The Competition Commission was a non-departmental public body responsible for investigating mergers, markets and other enquiries related to regulated industries under competition law in the United Kingdom. It was a competition regulator under the Department for Business, Innovation and Skills (BIS). It was tasked with ensuring healthy competition between companies in the UK for the ultimate benefit of consumers and the economy. The Competition Commission replaced the Monopolies and Mergers Commission on 1 April 1999
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Coat Of Arms
A coat of arms is an heraldic visual design on an escutcheon (i.e., shield), surcoat, or tabard. The coat of arms on an escutcheon forms the central element of the full heraldic achievement which in its whole consists of shield, supporters, crest, and motto
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Airstrike
An airstrike or air strike[1] is an offensive operation carried out by attack aircraft. Air strikes are commonly delivered from aircraft such as fighters, bombers, ground attack aircraft, and attack helicopters. The official definition includes all sorts of targets, including enemy air targets, but in popular usage the term is usually narrowed to a tactical (small-scale) attack on a ground or naval objective. Weapons used in an airstrike can range from aircraft cannon and machine gun bullets, air-launched missiles and cruise missiles, to various types of bombs, glide bombs and even directed-energy weapons such as lasers. It is also commonly referred to as an air raid. In close air support, air strikes are usually controlled by trained observers for coordination with friendly ground troops in a manner derived from artillery tactics.Contents1 History 2 Non-combatant deaths 3 See also 4 ReferencesHistory[edit]This section needs expansion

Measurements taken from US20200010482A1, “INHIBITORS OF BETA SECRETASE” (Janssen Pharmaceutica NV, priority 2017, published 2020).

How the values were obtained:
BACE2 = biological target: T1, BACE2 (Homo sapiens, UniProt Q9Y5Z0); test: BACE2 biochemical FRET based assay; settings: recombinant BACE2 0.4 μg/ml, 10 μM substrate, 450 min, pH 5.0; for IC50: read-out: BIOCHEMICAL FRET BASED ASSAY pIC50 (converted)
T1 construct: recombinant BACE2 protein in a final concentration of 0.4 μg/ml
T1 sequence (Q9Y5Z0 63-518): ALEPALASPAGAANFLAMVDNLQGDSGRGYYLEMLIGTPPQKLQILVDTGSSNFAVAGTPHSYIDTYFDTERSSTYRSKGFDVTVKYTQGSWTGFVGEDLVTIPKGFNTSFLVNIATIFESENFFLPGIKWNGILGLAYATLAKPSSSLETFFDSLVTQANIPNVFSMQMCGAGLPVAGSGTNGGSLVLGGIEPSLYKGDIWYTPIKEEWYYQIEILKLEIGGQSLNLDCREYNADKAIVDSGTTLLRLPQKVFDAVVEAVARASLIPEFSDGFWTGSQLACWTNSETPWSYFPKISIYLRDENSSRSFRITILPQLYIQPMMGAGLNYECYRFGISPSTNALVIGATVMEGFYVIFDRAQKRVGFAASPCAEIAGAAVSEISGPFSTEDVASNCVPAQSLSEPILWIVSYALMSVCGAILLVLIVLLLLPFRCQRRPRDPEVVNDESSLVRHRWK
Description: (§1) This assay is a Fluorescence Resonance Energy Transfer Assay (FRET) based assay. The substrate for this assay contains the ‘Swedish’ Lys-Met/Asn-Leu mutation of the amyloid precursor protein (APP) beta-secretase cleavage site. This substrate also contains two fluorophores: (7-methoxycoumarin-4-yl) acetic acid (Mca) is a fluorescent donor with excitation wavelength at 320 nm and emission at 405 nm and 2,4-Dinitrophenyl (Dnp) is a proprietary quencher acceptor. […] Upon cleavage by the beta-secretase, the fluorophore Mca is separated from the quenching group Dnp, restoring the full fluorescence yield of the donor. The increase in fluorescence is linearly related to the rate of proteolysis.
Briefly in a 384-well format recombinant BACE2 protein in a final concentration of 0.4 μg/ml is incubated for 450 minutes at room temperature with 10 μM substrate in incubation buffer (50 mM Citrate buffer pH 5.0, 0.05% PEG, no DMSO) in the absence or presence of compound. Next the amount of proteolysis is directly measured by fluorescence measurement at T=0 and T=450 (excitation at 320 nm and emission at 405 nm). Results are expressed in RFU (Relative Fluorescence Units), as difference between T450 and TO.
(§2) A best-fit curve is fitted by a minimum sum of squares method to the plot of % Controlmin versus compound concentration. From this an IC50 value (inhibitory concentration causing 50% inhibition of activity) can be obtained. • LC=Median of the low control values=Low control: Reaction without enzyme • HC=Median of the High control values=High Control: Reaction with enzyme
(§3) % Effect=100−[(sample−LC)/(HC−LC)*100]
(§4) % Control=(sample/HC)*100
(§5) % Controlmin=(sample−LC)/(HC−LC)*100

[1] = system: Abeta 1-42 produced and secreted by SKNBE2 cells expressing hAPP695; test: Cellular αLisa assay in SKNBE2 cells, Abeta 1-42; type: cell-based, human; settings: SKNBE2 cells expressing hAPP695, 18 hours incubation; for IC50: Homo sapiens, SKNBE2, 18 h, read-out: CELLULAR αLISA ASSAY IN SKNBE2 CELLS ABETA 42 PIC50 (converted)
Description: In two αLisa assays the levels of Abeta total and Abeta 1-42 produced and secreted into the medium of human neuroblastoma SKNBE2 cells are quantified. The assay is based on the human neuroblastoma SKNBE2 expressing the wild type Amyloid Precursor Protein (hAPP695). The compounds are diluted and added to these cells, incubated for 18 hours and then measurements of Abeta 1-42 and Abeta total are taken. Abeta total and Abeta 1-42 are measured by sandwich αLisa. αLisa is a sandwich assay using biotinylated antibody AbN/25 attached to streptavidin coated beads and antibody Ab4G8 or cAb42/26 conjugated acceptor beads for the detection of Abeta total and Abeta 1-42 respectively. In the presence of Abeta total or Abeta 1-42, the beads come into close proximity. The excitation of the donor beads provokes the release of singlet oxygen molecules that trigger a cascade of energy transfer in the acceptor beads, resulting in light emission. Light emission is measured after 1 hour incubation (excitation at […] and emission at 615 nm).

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Denham, Buckinghamshire
Denham is a village and civil parish in the South Bucks
South Bucks
district of Buckinghamshire, England. It is about four miles north west of Uxbridge
Uxbridge
and about two miles north of junction 1 of the M40 motorway. Denham contains the Buckinghamshire
Buckinghamshire
Golf Club.Contents1 Origin 2 Buildings 3 Development 4 Transport 5 Economy 6 Schools 7 Sports 8 Boundaries 9 Demography 10 Twinning 11 Notable residents 12 References 13 External linksOrigin[edit] The village name is derived from the Old English
Old English
for "homestead in a valley". It was listed in the Domesday Book
Domesday Book
of 1086 as Deneham.[2] Buildings[edit] The Church of England
England
parish church of Saint Mary has a flint and stone Norman tower and Tudor monuments
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World War II
Allied victoryCollapse of Nazi Germany Fall of Japanese and Italian Empires Dissolution of the League of Nations Creation of the United Nations Emergence of the United States
United States
and the Soviet Union
Soviet Union
as superpowers Beginning of the Cold War
Cold War
(more...)ParticipantsAllied Powers Axis PowersCommanders and leadersMain Allied leaders Joseph Stalin Franklin D
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Second Great Fire Of London
The "Second Great Fire of London" is a name used at the time to refer to one of the most destructive air raids of the Blitz, over the night of 29–30 December 1940. For over three hours from 6:15 pm[1] over 24,000 high explosive bombs and 100,000 incendiary bombs were dropped.[2][1] The raid and the subsequent fire destroyed many Livery Halls and City churches and gutted the medieval Great Hall of the City's Guildhall. The largest continuous area of Blitz destruction anywhere in Britain occurred on this night, stretching south from Islington to the very edge of St Paul's Churchyard. The area destroyed was greater than that of the Great Fire of London in 1666, 274 years previously. The raid was timed to coincide with a particularly low tide on the River Thames, which made water difficult to obtain for fire fighting